Earth & Conservation

Millions of US Trees Are Dying

Across the United States, trees are dying by the millions -- and climate change is to blame.

Millions of trees are dying across the United States, from Alaska and Hawaii to California and Massachusetts; and while a variety of different causes are most immediately to blame, those causes are virtually all exacerbated by one overriding issue: climate change.

In an exhaustive article in The Guardian, Oliver Milman and Alan Yuhas report that more than 50,000 acres of native ohi'a trees (pictured above) on Hawaii's Big Island have fallen victim to what is known as rapid ohi'a death disease -- in which the evergreen trees' leaves turn yellow then brown over the period of just a few weeks -- since 2010.

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Milman and Yuhas write that warming temperatures "have helped spread four types of beetles that bore into ohi'a bark to feed ... (carrying) disease spore on their wings, in their guts and in the sawdust of burrows, spreading it from tree to tree." Elsewhere on the Big Island, the Pu'uhonua o Honaunau National Historical Park was briefly closed in July while scientists attempted to determine what was killing its coconut and palm trees, among other plants.

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It isn't just Hawaii. In South Miami-Dade county in Florida, "what used to be lush, green fields of majestic avocado trees ... are now acres of blighted groves occupied by withered, fungus-filled tree trunks," according to the Miami Herald. The cause: the redbay ambrosia beetle, which is spreading a fungal disease called laurel wilt; the first record of the beetle, a native of Asia, in the U.S. was in 2002 in Georgia, where it likely arrived in solid wood packing material.

In Harvard Forest, in the Great Smoky Mountains National Park and elsewhere in the eastern part of the country, another invasive insect -- the hemlock woolly adelgid -- is taking advantage of warming temperatures to spread among eastern hemlocks, which it kills by eating the trees' vital stored starches. A die-off of aspen in Colorado was due primarily to water stress as a result of drought; while in Washington State, "from mountain forests to city parks, trees that suffered terribly in (a 2015) drought are dying, and burgeoning pests are taking advantage of stressed trees struggling to hang on. Statewide, officials are seeing trees with red needles, dead tops, dying branches, dropped needles and other signs of stress."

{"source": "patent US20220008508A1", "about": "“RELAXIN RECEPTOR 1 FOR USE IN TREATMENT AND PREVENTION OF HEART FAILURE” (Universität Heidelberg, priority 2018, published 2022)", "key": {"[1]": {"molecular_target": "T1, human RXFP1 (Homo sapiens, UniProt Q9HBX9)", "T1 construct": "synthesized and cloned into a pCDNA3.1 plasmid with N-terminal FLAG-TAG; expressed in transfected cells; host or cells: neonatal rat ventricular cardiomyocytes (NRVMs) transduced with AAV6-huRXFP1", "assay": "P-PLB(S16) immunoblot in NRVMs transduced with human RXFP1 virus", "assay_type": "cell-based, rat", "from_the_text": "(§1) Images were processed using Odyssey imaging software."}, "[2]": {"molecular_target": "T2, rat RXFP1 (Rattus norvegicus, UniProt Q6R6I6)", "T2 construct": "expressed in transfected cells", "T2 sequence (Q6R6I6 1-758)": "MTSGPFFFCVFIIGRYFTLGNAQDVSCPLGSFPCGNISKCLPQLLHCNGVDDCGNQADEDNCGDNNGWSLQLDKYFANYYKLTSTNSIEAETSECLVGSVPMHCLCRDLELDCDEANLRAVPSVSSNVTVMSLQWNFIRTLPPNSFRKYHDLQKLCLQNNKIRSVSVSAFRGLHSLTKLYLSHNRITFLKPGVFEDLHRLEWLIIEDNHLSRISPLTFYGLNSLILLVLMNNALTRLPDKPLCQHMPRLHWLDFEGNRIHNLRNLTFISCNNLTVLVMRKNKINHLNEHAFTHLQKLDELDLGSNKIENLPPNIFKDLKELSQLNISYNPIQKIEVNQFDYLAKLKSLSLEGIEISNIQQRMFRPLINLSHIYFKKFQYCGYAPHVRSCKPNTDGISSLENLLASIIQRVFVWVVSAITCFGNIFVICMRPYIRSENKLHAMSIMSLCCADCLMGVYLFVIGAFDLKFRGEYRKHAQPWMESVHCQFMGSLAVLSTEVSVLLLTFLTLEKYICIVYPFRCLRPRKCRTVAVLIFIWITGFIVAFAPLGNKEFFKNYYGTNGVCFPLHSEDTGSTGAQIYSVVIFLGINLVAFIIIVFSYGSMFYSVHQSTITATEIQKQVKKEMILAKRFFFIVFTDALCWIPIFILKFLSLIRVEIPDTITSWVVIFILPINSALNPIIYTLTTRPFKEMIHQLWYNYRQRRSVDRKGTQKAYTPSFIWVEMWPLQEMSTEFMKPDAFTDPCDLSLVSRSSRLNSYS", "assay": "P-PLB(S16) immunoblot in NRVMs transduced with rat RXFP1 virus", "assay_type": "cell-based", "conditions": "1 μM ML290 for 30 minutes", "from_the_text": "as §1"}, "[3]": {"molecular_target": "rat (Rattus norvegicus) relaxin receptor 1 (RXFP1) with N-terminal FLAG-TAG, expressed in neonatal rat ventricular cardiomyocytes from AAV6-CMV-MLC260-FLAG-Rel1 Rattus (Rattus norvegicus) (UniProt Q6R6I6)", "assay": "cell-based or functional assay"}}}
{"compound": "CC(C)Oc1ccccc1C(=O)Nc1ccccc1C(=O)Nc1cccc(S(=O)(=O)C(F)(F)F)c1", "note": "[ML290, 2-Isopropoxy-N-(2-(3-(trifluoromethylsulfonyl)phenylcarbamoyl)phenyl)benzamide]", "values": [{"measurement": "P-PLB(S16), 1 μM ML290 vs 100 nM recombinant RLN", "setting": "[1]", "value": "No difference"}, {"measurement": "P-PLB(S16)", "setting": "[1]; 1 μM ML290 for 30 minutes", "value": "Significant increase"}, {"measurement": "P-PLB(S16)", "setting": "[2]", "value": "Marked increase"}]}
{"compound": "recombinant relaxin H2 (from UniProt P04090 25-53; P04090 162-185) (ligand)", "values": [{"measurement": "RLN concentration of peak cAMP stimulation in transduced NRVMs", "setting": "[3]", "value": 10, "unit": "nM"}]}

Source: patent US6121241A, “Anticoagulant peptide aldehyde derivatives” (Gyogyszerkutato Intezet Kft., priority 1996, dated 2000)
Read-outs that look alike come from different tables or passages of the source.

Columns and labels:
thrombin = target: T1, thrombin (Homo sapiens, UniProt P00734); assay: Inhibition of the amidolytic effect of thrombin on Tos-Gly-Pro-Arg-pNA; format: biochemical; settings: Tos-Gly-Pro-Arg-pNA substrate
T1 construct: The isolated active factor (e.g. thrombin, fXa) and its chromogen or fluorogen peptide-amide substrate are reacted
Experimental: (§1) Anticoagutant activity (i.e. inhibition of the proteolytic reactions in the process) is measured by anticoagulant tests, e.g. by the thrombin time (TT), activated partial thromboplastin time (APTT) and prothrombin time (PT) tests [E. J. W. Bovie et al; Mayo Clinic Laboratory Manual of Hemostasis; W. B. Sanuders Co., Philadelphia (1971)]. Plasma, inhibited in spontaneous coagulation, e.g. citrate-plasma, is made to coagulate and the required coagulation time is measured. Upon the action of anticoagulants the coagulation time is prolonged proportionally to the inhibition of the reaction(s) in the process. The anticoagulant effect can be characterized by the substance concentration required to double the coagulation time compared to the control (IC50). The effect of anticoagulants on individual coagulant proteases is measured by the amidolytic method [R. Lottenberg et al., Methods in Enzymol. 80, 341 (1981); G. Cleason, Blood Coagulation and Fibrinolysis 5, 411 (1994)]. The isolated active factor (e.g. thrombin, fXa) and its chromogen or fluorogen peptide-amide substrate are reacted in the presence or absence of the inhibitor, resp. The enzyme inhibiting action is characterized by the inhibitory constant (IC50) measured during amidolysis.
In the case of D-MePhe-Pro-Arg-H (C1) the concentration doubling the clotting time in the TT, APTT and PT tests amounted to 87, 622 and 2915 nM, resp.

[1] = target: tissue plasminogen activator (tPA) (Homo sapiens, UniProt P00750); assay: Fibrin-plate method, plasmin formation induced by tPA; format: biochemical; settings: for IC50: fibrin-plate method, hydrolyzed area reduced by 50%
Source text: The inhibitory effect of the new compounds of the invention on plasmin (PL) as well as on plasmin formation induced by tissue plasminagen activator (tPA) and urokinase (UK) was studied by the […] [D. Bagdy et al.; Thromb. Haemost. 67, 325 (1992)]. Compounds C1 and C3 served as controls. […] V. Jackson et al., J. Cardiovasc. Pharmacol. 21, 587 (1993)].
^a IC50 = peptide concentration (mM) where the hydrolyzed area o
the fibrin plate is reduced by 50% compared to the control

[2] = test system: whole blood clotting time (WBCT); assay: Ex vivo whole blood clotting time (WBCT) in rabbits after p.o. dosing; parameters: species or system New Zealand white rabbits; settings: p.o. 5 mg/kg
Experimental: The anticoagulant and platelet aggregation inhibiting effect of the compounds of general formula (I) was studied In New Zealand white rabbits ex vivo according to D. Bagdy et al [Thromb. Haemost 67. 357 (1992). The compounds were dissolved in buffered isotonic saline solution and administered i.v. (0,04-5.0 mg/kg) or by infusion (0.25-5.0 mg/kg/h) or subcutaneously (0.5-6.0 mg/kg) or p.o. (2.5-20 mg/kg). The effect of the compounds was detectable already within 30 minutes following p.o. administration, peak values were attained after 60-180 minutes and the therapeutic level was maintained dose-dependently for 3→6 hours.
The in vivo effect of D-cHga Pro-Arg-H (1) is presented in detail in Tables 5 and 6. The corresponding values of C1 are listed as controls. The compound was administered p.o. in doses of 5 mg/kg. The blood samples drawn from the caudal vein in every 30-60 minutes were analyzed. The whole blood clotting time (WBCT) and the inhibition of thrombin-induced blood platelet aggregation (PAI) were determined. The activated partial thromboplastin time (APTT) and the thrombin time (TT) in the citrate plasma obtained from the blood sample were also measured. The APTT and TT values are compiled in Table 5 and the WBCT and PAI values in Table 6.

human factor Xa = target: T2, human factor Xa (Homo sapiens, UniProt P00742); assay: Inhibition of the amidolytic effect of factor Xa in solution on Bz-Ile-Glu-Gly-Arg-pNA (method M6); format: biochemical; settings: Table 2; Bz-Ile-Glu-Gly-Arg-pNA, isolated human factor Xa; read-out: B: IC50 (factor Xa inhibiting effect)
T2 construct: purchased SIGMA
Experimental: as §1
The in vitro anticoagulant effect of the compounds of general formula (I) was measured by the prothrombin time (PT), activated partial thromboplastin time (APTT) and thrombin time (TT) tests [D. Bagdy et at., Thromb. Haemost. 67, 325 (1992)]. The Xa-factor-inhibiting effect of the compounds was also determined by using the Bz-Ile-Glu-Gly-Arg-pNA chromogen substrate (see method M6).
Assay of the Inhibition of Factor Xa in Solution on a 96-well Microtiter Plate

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California has been heavily affected. Milman and Yuhas report that in the northern part of the state, an invasive pathogen called Sudden Oak Death is infecting hundreds of plants, "sapping the life" from oaks and other trees and turning them brown. In the Sierra Nevada, a "lethal combination of drought, heat and voracious bark beetles ... killed 26 million trees" between October 2015 and June this year; officials estimate that 66 million trees have died in the state since 2010.

Milman and Yumas note that such widespread tree deaths will likely have cascading impacts, from depriving birds and mammals of their food to undermining the fundamentally essential role that trees play: "providing clean water, locking up carbon and sheltering whole ecosystems."